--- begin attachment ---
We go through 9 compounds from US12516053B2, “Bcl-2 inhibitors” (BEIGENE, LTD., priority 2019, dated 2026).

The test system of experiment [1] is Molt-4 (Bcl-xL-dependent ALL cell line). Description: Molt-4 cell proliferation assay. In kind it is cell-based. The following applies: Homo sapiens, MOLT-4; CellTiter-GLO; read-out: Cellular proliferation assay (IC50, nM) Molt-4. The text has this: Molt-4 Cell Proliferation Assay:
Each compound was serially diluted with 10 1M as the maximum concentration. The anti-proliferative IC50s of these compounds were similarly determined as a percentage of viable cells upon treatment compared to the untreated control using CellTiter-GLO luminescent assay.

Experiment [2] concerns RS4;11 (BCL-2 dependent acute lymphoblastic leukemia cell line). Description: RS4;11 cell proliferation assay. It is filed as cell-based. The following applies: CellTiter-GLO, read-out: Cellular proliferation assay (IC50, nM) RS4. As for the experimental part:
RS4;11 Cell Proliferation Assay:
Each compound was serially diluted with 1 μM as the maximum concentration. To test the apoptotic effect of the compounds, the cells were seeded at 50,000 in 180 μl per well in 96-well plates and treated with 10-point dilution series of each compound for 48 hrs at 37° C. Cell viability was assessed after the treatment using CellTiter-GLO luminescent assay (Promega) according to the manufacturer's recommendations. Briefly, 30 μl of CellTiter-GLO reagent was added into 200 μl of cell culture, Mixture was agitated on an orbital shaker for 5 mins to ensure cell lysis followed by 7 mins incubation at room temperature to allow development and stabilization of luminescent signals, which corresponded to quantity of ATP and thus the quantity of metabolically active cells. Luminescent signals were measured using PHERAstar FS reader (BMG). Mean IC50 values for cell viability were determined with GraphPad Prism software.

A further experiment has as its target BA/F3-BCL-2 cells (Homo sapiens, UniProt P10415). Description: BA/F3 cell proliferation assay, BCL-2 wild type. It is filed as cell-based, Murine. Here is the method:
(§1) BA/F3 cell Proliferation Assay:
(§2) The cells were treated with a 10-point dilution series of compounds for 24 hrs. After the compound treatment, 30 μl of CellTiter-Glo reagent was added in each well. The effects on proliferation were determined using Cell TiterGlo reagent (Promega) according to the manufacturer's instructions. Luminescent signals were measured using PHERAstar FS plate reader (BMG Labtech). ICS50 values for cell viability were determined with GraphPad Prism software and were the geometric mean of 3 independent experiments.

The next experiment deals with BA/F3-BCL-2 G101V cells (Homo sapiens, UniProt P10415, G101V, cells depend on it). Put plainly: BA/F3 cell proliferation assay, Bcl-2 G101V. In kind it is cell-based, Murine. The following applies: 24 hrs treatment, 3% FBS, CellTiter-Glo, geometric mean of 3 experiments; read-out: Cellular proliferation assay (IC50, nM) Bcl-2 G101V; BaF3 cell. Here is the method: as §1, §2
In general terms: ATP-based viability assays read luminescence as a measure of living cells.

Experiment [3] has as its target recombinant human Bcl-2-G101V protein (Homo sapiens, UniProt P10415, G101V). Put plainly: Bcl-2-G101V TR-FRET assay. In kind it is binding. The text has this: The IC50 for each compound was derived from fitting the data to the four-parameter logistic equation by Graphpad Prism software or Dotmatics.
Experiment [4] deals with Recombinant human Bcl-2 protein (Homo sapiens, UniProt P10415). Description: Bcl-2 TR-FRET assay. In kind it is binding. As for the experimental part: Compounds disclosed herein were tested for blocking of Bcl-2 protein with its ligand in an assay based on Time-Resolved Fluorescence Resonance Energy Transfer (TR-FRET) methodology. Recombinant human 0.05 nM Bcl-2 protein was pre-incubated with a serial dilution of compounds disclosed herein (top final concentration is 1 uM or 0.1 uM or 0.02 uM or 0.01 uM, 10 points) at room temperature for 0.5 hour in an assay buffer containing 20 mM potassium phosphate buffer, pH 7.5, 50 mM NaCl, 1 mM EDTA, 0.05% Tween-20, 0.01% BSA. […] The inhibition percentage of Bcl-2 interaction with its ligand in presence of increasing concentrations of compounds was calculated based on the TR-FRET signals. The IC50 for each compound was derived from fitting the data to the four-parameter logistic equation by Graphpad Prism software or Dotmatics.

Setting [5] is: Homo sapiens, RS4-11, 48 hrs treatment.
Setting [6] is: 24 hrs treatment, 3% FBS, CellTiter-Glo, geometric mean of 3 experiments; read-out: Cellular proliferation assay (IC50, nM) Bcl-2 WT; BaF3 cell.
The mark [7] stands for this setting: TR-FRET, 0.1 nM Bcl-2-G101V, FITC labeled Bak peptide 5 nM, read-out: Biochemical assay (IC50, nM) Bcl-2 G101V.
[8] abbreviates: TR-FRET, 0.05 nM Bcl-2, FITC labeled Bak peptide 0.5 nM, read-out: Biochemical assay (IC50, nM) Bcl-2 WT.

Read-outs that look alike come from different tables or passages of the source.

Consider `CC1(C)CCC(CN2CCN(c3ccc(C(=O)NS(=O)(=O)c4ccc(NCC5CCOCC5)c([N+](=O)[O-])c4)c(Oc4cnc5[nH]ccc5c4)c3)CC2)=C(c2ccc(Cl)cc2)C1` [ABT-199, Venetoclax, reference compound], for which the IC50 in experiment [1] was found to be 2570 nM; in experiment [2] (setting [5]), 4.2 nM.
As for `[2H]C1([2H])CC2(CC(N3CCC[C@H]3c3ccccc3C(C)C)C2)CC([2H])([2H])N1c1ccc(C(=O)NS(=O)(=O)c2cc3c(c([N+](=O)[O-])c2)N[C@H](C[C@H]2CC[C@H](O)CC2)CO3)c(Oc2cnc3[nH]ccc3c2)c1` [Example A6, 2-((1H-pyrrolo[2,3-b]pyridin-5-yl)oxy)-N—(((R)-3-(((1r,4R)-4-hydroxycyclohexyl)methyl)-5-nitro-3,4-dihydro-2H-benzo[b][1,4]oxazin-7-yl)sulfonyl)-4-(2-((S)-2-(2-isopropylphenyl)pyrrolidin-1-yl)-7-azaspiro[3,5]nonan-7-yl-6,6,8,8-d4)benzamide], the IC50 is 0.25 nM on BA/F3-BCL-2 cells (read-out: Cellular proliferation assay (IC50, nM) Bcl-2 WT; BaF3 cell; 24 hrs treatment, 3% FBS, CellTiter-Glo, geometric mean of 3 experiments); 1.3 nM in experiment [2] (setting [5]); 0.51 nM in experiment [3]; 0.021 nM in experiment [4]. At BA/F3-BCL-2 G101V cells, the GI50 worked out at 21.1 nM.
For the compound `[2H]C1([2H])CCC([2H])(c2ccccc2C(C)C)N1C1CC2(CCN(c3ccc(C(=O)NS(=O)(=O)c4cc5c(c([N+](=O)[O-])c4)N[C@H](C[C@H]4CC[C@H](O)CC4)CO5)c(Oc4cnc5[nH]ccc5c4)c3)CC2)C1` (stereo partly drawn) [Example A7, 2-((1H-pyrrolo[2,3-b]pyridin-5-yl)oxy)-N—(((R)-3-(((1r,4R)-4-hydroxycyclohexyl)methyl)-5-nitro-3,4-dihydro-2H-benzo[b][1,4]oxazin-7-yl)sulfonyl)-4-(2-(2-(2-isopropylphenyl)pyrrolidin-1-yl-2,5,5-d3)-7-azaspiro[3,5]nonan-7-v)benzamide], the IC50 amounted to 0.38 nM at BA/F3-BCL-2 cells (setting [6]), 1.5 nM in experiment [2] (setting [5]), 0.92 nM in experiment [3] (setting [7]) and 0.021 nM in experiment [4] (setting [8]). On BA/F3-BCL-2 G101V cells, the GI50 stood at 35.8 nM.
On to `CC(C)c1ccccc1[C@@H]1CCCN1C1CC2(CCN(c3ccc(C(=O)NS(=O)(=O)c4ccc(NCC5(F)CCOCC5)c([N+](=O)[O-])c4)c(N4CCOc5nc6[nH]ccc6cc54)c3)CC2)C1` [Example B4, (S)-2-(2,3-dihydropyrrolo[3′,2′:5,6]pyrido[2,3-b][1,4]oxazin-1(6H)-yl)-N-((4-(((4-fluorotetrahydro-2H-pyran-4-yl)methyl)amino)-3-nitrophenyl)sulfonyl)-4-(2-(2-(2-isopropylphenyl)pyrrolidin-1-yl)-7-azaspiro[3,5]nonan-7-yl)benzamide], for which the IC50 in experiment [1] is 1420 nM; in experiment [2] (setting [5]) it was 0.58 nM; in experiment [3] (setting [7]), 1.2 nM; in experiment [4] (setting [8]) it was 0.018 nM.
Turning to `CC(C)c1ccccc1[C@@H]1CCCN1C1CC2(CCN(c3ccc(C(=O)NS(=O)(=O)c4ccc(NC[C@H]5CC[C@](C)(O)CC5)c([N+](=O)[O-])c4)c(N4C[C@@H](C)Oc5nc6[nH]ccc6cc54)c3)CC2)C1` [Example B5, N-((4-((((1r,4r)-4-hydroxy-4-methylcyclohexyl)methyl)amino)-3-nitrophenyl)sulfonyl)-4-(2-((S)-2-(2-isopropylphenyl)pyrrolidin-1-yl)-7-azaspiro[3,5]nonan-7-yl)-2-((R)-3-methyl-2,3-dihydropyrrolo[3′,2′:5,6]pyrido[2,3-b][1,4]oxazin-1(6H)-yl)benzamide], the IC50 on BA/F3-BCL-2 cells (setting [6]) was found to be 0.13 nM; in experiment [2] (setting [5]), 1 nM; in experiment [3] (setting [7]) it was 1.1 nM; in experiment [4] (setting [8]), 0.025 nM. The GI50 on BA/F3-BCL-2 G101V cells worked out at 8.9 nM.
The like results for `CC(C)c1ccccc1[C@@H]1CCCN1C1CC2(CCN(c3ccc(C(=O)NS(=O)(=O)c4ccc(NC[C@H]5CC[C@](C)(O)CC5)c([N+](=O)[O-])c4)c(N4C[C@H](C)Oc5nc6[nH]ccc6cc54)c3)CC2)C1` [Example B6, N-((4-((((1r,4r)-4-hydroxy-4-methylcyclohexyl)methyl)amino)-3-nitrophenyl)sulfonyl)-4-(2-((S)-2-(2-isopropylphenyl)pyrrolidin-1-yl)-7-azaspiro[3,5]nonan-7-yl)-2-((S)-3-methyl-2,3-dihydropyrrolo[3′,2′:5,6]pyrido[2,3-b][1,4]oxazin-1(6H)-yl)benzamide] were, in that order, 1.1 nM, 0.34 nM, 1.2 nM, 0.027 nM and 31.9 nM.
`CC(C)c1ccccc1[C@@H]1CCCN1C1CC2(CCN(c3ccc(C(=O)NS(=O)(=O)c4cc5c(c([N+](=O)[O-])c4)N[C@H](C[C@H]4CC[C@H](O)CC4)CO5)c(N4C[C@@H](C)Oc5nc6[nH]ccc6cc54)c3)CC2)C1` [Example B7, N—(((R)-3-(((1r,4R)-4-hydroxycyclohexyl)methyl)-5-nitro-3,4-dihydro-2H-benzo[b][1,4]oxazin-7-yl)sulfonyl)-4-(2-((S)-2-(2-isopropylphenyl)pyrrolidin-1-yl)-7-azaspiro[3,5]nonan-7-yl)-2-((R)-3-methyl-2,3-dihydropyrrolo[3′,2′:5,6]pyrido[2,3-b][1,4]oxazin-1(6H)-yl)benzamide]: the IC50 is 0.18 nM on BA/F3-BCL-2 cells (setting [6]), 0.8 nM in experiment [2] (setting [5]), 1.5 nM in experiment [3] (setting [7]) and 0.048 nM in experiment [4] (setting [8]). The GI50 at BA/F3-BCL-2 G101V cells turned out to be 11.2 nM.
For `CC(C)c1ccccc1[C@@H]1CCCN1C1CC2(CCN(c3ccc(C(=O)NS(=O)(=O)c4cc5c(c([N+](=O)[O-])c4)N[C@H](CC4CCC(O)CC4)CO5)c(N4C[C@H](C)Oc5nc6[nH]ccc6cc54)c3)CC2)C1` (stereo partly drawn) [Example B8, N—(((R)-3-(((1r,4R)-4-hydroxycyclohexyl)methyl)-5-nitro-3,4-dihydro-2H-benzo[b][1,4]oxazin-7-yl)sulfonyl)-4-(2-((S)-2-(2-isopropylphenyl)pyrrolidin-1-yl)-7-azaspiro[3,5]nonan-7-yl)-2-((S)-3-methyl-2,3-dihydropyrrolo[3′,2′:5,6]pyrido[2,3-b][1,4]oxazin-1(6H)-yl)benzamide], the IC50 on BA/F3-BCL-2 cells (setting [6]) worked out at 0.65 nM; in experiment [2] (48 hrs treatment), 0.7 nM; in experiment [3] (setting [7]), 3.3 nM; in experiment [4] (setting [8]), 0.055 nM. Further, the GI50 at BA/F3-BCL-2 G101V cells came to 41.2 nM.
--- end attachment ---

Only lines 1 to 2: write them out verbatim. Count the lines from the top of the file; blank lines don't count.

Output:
We go through 9 compounds from US12516053B2, “Bcl-2 inhibitors” (BEIGENE, LTD., priority 2019, dated 2026).

The test system of experiment [1] is Molt-4 (Bcl-xL-dependent ALL cell line). Description: Molt-4 cell proliferation assay. In kind it is cell-based. The following applies: Homo sapiens, MOLT-4; CellTiter-GLO; read-out: Cellular proliferation assay (IC50, nM) Molt-4. The text has this: Molt-4 Cell Proliferation Assay: